When Twitter co-founder Jack Dorsey (@jack) sent the first Tweet on March 21, 2006 by posting "just setting up my twttr" Dorsey and his colleagues were simply looking for a way to send text messages on their cell phones.
just setting up my twttr ? Jack Dorsey (@jack) March 21, 2006There was no need for any sort of organization or classification system for posts on the newly launched social networking site, and in fact, that's how Twitter was designed. According to Dorsey, "...we came across the word 'twitter', and it was just perfect. The definition was 'a short burst of inconsequential information, and that's exactly what the product was." The organic, community-driven instantaneous sharing of brief messages and thoughts was how the founding fathers envisioned this microblogging site; a sort of online SMS text messaging system.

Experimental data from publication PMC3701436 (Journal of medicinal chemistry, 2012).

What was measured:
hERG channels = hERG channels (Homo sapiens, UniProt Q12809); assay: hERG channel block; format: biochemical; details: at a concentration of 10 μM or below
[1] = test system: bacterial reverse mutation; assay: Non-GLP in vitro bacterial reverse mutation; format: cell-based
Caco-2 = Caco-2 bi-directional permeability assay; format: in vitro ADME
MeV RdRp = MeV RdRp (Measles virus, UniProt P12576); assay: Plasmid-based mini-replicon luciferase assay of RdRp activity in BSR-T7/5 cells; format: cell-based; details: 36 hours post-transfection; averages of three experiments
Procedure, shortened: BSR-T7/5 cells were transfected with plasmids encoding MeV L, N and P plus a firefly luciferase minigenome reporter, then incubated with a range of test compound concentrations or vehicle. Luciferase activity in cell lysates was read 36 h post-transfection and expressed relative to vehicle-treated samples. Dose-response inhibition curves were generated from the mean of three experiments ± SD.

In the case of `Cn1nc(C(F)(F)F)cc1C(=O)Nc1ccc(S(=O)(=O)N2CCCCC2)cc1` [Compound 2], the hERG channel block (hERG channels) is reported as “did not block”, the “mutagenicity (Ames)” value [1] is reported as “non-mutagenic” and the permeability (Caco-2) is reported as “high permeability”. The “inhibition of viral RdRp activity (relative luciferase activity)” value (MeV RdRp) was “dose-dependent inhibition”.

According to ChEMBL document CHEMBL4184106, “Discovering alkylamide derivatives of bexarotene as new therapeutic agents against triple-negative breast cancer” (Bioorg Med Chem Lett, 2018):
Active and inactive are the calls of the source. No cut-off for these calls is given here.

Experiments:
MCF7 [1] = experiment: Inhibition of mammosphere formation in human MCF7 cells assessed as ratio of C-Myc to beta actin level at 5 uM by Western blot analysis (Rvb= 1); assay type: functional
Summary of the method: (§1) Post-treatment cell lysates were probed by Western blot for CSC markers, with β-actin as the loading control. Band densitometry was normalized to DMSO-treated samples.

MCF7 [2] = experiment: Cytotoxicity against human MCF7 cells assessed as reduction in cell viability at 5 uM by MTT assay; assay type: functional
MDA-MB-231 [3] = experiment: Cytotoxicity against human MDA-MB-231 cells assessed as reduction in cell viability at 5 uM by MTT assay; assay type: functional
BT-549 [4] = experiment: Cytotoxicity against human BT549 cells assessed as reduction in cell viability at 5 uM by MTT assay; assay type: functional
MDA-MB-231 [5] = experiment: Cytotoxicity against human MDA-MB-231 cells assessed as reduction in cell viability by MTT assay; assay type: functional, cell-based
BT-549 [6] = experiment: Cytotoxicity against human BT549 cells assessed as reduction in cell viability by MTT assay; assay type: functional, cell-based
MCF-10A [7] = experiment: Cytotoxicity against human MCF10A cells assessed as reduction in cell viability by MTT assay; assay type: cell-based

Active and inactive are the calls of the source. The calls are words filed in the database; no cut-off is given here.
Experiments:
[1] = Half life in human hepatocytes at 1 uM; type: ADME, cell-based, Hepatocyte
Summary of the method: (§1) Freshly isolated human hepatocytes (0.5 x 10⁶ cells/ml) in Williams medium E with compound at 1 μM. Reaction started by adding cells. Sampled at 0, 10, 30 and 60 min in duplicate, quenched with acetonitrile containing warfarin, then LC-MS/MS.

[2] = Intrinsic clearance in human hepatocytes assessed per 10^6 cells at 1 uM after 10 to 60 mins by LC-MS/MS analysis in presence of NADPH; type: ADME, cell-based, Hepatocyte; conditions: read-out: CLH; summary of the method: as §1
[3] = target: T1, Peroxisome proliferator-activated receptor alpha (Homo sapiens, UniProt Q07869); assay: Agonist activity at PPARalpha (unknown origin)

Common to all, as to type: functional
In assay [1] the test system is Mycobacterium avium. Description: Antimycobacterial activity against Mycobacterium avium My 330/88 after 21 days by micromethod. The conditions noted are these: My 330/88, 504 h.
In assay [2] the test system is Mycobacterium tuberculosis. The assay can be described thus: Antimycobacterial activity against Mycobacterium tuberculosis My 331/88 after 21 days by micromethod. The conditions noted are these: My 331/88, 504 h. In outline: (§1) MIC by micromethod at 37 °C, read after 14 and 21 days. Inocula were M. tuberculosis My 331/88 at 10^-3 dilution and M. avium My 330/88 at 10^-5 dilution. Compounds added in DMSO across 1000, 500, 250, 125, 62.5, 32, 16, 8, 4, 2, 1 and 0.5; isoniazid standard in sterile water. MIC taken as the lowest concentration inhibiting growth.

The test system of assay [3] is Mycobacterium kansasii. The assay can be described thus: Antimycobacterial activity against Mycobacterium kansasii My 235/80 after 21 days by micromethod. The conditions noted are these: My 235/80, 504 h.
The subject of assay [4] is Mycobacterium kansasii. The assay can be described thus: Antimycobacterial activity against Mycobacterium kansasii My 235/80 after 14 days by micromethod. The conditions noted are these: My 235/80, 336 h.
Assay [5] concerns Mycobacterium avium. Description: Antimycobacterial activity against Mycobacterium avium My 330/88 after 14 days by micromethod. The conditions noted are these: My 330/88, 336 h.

200 Million Users, 140 Million Daily TweetsFast forward to 2011, where the almost 200 million worldwide users send over 140 million tweets daily, and the need for some sort of tool to bring order to all of this information is clear. (340 million Tweets a day in March, 2012.)
Hashtags Started By a Single Tweet and a BlogThanks to a Tweet by Chris Messina (@chrismessina), a Twitter user from the early years, the hashtag was successfully pitched to the online community as a way to organize messages into meaningful groups. Hashtags have since been embraced by users worldwide as a way to classify the often-frantic exchange of thoughts and information on the social networking site.
# Anyone?On August 23, 2007 at 12:25pm, Messina Tweeted "how do you feel about using # (pound) for groups. As in #barcamp [msg]?"
how do you feel about using # (pound) for groups. As inTwo days after this game-changing Tweet, Messina wrote two posts on his blog, Factoryjoe.com expanding on his idea to create a "whisper circle" to exchange these little messages. (In 2007, Tweets were commonly referred to as "whispers".)
#barcamp [msg]? ? Chris Messina? (@chrismessina) August 23, 2007